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Chapter Summary

The fundamental reason for pagan anti-Semitism almost always proves to lie in the strangeness of the Jews midst ancient society. They were strange in the sense that in all the countries of the ancient world they were immigrants. This was a strangeness they had in common with various other peoples, but the strangeness that astonished and soon offended the people in whose midst they lived lay in their way of life and their customs, which always forced a certain degree of segregation upon them. The Jews were never like the others; they were always inclined to isolate themselves; they had no part in the morals and customs of the people about them, nor in that syncretism that was meant to be so tolerant. There was always something exceptional about the religion of the Jews, and this made them difficult in social intercourse, ill-adapted to the pattern of ancient society.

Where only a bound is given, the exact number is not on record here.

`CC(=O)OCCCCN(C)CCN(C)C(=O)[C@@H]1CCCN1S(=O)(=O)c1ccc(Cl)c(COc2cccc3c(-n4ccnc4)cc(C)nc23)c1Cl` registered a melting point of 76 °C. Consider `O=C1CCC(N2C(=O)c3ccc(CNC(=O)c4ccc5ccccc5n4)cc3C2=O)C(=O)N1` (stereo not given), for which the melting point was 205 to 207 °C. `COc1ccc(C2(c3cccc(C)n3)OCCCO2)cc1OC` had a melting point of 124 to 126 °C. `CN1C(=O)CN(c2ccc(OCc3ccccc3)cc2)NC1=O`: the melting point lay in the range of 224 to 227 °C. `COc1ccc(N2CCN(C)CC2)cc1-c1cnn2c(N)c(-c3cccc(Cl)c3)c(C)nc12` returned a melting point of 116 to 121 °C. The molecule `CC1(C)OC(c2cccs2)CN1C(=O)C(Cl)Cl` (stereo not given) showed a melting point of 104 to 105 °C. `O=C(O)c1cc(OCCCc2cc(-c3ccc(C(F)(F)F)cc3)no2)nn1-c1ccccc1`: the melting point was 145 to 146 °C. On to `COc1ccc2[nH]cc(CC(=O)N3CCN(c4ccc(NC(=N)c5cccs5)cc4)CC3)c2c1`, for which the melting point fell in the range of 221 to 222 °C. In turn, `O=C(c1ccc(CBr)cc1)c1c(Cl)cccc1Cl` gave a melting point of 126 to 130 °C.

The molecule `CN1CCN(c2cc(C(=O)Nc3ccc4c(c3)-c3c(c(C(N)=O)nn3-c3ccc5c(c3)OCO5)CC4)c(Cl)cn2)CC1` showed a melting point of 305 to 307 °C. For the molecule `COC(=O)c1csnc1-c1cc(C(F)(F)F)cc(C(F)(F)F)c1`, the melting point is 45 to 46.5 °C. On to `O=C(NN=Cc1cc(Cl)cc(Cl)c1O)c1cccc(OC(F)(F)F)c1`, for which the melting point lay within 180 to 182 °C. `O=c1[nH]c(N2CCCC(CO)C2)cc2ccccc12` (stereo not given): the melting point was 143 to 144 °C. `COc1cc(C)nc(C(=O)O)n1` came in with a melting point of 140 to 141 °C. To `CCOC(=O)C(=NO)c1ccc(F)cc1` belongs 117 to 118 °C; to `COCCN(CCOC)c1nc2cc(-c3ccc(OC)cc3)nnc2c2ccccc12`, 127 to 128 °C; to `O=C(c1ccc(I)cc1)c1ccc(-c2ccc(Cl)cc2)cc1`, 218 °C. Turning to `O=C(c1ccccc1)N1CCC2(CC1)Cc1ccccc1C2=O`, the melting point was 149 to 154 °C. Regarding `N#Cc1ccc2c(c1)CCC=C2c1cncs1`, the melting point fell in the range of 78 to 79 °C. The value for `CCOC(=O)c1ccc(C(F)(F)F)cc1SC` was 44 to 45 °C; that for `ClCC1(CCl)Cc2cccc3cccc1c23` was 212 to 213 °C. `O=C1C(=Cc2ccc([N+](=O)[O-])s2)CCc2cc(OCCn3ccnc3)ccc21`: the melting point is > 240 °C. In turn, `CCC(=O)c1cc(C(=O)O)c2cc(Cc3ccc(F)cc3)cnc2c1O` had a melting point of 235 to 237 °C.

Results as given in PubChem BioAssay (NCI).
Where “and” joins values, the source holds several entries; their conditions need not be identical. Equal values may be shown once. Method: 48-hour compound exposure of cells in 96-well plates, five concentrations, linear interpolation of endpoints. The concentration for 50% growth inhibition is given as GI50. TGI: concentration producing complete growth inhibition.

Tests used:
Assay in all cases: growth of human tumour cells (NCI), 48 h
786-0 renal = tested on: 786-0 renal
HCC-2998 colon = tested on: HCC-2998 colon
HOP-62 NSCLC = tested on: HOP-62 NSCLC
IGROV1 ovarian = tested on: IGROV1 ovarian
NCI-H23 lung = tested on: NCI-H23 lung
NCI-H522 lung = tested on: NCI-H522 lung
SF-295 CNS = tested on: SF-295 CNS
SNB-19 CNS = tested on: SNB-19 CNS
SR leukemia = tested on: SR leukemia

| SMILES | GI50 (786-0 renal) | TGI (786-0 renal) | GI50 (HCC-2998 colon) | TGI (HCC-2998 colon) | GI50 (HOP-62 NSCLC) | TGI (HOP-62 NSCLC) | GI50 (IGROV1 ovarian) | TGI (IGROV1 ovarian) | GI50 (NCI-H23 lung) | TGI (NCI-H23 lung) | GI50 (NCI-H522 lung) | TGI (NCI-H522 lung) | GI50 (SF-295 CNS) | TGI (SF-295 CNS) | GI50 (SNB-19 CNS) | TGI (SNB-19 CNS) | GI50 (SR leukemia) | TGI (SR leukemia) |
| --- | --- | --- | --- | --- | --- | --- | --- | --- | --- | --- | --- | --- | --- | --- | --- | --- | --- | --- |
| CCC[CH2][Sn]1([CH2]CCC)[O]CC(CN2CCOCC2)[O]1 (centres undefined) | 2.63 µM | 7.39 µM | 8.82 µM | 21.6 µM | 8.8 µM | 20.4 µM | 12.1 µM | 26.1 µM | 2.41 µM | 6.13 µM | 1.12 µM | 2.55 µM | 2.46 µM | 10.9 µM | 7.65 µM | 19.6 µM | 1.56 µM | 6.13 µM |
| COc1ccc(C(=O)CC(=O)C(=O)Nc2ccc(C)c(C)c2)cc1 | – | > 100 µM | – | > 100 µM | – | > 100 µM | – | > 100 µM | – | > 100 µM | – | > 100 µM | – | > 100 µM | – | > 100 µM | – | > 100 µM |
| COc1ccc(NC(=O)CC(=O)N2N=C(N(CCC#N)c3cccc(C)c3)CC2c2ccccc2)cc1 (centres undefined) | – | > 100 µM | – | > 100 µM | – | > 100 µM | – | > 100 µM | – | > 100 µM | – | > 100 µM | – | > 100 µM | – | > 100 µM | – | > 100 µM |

Keywords: ancient society pattern; anti-Semitism; Jews; strangeness



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